Allow me to politely disagree. Busiek did not ruin comics. In fact, he is exactly the kind of guy who can save them.

While the premise of this post is intriguing, and Marvels WAS transformative, the important thing to recognize is that Busiek is not just a solid author (he is, probably my fav superhero writer) but exactly the kind of writer you want in your serialized sandbox.

The problem isn’t even other authors copying the content of his work.

The problem is that others either fail to recognize what Busiek does so right (it isn’t what you think — I’ll explain below) or choose to ignore it.

Why is Busiek so good? While being nostalgic, he builds things up.

What have other authors done so wrong? While being nostalgic, they blow shit up.

The problem is this: nearly EVERY mainstream comics writer today — Geoff Johns, I’m looking at you — leaves a title in WORSE shape when they found it. Blackest Night — while a fun read — is going to leave Green Lantern floundering for a decade. Not even Geoff Johns can relaunch the Flash after all the revisionist crap that he pulled on the prior series.

In fact, you’d be hard-pressed to find a single series that survived — at any passable level of quality — after Johns bailed on it. The easy answer is to fault the successors or to say that Geoff Johns is a great writer — who would want to follow him up?

The more telling answer is to see the pattern and blame the perpetrator.

(To be clear, I am enjoying Blackest Night. It’s fun. But it WILL fuck everything up for a decade or more. Also, I love his run on JSA and the Flash — but these are the “least guilty” titles he has worked on, IMO.)

Now I ask you, has Busiek — an equally good writer — ever had this kind of systematic trouble with his predecessors? Remember his recent run on Superman? It didn’t knock your socks off maybe, but can you honestly say that he left it in worse shape? Hell, no! He did lots of lovely things that build toward future books, all while telling the tale of a possible coming apocalypse.

How cool is that?

Now contrast with The Toyman retcon Johns recently did. Sure, it’s nice to tie all those threads together. But will Toyman be a more or less serviceable character in the future? I’d hazard less. Why? Because those dangling threads, picked up an expounded upon by future writers, are how comics move forward.

Geoff Johns and other authors like him tie knots. Busiek braids some more rope.

So get it straight… Busiek may yet SAVE comics.

:)

Um, little tiny nit to pick here. Do you really have to say that people “HATE” Alex Ross? isn’t it more accurate to say that people “HATE” Alex Ross’ ART? or his STYLE?

And those titles you pulled out from the 90′s? Xero? Young Heroes in Love? Xenobrood? Or “The Next” from the 00′s? They didn’t sell because people don’t want to read about the new stuff. There was PLENTY of new stuff selling in higher numbers than the books listed above. I was working in a comic store at the time. People didn’t buy them because, in general, the books weren’t that good. I sampled ALL of them and they were INCREDIBLY easy to put down. Hell, there WERE Batman and Superman books that didn’t sell in big numbers as well.

I think your premise, even in jest, needs a little work. All of the facts to support your hypothesis just aren’t there.

I think “Astro City” makes up for any damage done to the big 2. He’s given us a place to hide from the insanity.

RIM, never thought about it like that but that’s a great point…part of the thing about comic characters is that most are just toys you borrow to play with. You do need to leave them in good condition for the next kid to play with…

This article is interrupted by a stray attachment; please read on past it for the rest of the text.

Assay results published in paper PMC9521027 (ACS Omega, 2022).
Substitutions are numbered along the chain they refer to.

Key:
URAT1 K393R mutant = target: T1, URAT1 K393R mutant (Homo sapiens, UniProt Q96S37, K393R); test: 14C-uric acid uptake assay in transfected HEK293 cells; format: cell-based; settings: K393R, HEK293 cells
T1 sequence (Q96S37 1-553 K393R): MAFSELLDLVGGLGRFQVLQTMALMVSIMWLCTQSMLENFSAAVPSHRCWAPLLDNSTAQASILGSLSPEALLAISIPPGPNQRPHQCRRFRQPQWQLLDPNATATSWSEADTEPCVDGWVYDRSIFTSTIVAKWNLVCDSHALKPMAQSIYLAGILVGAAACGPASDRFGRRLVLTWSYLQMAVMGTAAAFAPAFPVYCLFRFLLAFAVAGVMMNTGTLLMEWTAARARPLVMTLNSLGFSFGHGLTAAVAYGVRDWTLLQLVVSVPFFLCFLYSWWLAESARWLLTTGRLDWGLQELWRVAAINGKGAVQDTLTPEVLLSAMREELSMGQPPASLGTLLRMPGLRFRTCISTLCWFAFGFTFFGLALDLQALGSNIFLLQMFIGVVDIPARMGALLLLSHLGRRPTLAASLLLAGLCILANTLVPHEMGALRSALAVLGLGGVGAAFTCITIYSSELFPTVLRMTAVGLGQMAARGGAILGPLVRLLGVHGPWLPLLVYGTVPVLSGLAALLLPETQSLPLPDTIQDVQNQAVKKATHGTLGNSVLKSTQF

Interesting theory…..

This is all a bit silly–in all instances mentioned, the big character-replacing changes came on the heals of low sales. The X-Men could be totally replaced because no one cared about the original X-Men. Kyle Rayner could be Green Lantern because people stopped caring about Hal Jordan, and so on. Aging characters were more an epidemic of an aging audience, alienating new readers and losing the charm the characters had in the beginning. Pinning any of the return to cannon from the late 90s on on Busiek seems outrageous, given how big Batman Year One and Superman Man of Steel were years before.

Mid-thirties: Begin of the Golden Age. The Phantom. Superman. Batman. The Shield. Human Torch. Captain America. Daredevil. Costumed crimefighters, some with superpowers, some without. Most of them rather two-dimensional, as flashy costumes were more important than internal struggles.

Mid-fifties: Begin of the Silver Age. Flash II, Green Lantern II, The Fantastic Four, Avengers and Spider-Man. A lot more emphasis fell on the secret identities of the heroes. Most notably in the case of Spider-Man.

Mid-seventies: Begin of the Dark Age. Wolverine. Punisher. The classic good/evil dichotomy made way for daker, more violent characters with more flexible morals. The existing characters got darker again. We got the Neal Adams run of Batman. Green Lantern/Green Arrow: Hard-travelling Heroes. Watchmen. Dark Knight Returns. Characters like Jean Grey, Barry Allen or Supergirl died. Aquaman grew a beard and had his hand replaced with a hook.

Mid-nineties: Begin of the Retro Age. We revisited the Golden Age. Flashy costumes and no substance were the basic premise for a few of the original Image titles, along with various books by the “Big Two”. Sure, there was a different attitude, still rooted in the Dark Age, but whereas the Punisher still had a basic humanity and a tragedy that motivated him at the core of his character, guys like Cable were a step back to the time before a character had personal problems. He just had to look cool and fight bad guys.